Will The Real Second Amendment Please Cock And Load?

Firearms

“Laws that forbid the carrying of arms . . . disarm only those who are neither inclined nor determined to commit crimes . . . Such laws make things worse for the assaulted and better for the assailants; they serve rather to encourage than to prevent homicides, for an unarmed man may be attacked with greater confidence than an armed man.”
–Thomas Jefferson, quoting Cesare Beccaria in On Crimes and Punishment (1764).

Istumbled across this spot-on post by an insightful reader of The Federalist. Hat tip to Cylar.

It's sharply phrased and succinct, so I have chosen to republish it right here, a timely rehash of what we consider the one and only rather obvious interpretation of the personal protection against one's own rogue government as well as other proximity-tested threats to his person, family, property or state.

We suggest this moment in history is especially crucial, for even as we pen this silent outrage against us, the reckless, scheming United Nations and Madame Secretary Hillary Rodham Clinton, both entities now firmly entrenched in the long range Obama administration strategy of neutralizing America for Pan-Marxist Islamic purposes, continue their assault against our sovereign rights as free democratic republican Americans with their so-called Small Arms Treaty set for signing later this month which calls for the confiscation of all small arms in America (worse case). This is a treaty we the people cannot let stand.

It has always struck me as a bit funny that while nine of the ten amendments of the Bill of Rights are clearly intended to protect the rights of individuals against government overreach, we still have some (too many, actually) who insist that the 2nd Amendment was inserted so as to confer a right on government itself.

(Sarcasm on.) Because, you know, conferring a collective right on a “militia” (rather than individual citizens) is entirely consistent with the right of free speech (1st), the right against unreasonable search (4th), the right against self-incrimination (5th), and the stipulation that the federal government is prohibited from doing anything NOT expressly authorized by the Constitution (10th). I’m sure Madison and the others paused in the middle of scribbling down these individual rights, and said, “Hang on. We need to make sure everyone understands the police and the army have the right to carry weapons. Just to clear up any confusion.” (Sarcasm off.)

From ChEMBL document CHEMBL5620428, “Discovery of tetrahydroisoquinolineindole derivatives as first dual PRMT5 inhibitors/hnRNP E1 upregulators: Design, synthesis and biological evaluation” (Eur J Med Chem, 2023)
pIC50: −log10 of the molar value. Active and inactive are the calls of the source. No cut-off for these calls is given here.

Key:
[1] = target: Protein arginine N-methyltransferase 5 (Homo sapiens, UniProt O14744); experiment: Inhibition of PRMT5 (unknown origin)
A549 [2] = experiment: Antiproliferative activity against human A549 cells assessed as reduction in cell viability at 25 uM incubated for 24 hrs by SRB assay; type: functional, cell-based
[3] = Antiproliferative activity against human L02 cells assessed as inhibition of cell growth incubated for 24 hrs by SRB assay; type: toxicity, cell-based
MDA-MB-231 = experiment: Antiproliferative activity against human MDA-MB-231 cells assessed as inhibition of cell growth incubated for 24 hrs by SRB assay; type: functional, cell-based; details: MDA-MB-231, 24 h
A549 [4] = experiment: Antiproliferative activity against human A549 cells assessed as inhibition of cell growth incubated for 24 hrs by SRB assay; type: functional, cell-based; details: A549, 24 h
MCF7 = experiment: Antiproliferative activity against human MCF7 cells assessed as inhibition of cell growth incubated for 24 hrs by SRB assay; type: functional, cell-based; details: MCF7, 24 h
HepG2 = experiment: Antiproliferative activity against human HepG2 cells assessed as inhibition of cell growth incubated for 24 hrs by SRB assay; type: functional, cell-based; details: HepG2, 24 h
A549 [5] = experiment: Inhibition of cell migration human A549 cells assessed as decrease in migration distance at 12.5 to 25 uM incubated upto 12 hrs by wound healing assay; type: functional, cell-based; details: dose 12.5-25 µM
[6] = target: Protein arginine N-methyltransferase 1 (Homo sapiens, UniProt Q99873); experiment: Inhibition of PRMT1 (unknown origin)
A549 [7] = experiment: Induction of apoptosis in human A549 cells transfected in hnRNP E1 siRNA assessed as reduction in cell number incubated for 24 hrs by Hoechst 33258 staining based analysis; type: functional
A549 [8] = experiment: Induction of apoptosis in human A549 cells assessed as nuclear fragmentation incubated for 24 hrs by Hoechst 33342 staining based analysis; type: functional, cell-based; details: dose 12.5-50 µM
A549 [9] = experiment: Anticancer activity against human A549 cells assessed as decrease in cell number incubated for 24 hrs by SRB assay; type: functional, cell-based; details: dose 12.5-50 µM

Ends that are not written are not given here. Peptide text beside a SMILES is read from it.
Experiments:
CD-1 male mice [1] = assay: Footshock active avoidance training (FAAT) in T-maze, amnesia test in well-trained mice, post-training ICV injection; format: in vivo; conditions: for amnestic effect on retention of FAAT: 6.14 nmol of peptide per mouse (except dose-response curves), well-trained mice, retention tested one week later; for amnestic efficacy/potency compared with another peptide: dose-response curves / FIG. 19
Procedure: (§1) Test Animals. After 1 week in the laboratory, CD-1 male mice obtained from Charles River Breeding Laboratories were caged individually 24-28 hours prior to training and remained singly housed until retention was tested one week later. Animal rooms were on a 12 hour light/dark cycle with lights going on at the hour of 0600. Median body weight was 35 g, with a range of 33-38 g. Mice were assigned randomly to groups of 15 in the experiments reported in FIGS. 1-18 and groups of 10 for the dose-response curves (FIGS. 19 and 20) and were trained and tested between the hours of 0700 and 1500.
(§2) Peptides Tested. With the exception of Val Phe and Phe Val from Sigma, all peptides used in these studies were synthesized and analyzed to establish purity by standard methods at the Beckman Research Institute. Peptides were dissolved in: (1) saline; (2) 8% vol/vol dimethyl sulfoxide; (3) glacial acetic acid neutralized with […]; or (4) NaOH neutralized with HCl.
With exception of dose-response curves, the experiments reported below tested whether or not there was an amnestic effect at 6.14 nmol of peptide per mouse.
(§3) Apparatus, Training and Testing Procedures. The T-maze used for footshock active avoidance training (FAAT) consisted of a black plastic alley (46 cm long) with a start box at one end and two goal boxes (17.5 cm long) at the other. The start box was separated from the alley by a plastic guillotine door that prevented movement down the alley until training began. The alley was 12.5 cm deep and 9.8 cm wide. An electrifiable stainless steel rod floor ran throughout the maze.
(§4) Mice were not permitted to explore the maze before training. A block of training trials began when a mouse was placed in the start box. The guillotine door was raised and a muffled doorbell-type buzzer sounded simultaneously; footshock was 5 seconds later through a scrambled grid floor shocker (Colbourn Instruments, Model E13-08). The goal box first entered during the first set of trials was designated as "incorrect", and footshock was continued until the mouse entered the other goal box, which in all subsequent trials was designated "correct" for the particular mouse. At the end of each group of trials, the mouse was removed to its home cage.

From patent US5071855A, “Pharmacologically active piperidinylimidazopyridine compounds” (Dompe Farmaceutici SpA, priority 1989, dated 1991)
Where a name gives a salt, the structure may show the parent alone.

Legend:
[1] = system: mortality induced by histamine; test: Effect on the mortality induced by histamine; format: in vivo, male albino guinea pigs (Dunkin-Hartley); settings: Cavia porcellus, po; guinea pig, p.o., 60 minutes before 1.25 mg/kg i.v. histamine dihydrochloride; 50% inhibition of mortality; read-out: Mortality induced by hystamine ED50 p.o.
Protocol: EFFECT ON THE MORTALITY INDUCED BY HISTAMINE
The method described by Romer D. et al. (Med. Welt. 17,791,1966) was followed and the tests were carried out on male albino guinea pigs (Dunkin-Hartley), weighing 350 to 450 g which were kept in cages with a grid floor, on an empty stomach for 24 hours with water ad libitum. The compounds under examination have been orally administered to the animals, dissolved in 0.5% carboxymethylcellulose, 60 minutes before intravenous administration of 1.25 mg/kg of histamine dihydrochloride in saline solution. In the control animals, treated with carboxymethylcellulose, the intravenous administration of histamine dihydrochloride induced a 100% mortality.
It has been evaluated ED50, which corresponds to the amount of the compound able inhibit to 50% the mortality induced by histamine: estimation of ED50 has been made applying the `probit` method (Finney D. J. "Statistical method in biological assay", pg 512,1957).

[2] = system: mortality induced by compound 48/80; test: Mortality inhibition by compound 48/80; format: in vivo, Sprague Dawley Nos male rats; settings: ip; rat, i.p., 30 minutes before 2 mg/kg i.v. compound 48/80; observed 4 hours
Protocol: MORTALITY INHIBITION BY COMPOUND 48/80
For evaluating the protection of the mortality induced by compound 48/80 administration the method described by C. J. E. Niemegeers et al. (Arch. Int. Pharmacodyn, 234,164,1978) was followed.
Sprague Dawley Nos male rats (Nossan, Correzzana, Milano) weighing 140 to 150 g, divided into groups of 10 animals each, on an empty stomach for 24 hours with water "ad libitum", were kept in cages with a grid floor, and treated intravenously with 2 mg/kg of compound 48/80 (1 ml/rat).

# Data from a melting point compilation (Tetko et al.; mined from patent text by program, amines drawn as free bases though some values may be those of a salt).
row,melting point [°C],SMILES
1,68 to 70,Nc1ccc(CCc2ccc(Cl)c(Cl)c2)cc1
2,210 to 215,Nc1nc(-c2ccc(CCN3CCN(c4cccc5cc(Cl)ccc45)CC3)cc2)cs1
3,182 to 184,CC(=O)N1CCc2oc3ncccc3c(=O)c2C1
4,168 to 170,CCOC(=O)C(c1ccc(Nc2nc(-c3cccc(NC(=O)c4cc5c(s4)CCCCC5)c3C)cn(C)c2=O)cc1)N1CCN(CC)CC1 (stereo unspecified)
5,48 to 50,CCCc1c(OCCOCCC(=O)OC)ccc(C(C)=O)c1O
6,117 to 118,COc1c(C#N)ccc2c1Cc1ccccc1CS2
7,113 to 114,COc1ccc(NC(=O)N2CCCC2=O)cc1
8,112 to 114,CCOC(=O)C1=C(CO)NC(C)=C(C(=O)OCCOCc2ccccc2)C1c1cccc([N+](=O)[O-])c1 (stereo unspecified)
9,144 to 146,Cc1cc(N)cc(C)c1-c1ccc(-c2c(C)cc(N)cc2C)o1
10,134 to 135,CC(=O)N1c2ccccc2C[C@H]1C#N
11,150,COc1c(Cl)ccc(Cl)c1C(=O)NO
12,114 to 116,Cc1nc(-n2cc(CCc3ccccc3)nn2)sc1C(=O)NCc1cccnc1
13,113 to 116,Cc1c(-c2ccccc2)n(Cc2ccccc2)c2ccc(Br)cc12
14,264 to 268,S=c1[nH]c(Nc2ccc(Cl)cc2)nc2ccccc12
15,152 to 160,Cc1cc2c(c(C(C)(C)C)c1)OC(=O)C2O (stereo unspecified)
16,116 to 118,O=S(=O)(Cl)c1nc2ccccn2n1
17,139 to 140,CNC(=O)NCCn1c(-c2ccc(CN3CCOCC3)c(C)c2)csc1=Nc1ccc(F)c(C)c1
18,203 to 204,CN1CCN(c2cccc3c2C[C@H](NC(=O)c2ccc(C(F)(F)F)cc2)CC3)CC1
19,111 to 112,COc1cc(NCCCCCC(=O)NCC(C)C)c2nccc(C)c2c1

Also, I hate to break this to the gun-grabbers, but “the militia” isn’t a government organization like the National Guard. It’s the whole citizenry, specifically able-bodied males 17 and older. Secondly, “well regulated” means disciplined and trained. It doesn’t mean “covered with lots of laws.”

The 2nd Amendment was clear from the word go, and two SCOTUS rulings have made it even more clear that it applies to individual citizens. Why there is still controversy on this point is a mystery to me.

But try explaining this to some gun grabber, and he’ll produce a strawman like, “So, this means I have the right to mount artillery on my pickup, then?” instead of arguing the point maturely and rationally.

If the framers had meant to say the “states” or the “state militias” in order to convey a collective right then they most assuredly would have, for these men were not lazy thinkers and writers. As pointed out in many a discussion of the topic, the writers used the words “the people” when reconciling this right of the people, first and foremost, just as they did in the 1st, 4th, 5th, 9th and 10th amendments, which have consistently been understood to convey rights to individuals, not the people collectively. The concerns of Madison, Jefferson et al are easily reconciled since the militia clause is explanatory, not limiting. In fact, the majority of SCOTUS said the same thing when they struck down the Chicago gun ban two years ago.

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